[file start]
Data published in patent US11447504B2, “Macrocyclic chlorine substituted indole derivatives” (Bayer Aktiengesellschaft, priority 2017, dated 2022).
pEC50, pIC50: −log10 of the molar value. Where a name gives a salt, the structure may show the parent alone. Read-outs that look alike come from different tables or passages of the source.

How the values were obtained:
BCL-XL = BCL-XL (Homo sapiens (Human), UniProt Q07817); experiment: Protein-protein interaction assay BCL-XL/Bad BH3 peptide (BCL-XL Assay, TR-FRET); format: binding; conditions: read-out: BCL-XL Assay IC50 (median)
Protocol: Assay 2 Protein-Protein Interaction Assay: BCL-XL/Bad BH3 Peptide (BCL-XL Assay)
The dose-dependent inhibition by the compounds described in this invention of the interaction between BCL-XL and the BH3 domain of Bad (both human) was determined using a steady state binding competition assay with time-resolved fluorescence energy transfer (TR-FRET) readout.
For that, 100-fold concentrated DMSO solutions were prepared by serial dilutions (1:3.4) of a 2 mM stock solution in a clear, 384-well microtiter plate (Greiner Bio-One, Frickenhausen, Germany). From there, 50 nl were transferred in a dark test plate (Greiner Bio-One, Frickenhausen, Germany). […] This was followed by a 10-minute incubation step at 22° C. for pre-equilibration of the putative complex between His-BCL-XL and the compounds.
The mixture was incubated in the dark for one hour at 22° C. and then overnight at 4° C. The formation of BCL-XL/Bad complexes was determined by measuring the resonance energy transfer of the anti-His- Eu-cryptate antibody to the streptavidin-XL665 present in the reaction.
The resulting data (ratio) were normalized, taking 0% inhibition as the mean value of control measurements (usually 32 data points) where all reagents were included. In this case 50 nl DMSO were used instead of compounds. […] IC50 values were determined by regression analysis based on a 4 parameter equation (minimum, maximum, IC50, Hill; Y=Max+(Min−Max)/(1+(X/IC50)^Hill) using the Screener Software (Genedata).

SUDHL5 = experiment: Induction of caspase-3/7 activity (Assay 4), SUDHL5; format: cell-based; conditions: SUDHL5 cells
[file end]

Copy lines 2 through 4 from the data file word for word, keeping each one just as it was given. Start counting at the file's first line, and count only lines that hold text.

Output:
pEC50, pIC50: −log10 of the molar value. Where a name gives a salt, the structure may show the parent alone. Read-outs that look alike come from different tables or passages of the source.

How the values were obtained:
BCL-XL = BCL-XL (Homo sapiens (Human), UniProt Q07817); experiment: Protein-protein interaction assay BCL-XL/Bad BH3 peptide (BCL-XL Assay, TR-FRET); format: binding; conditions: read-out: BCL-XL Assay IC50 (median)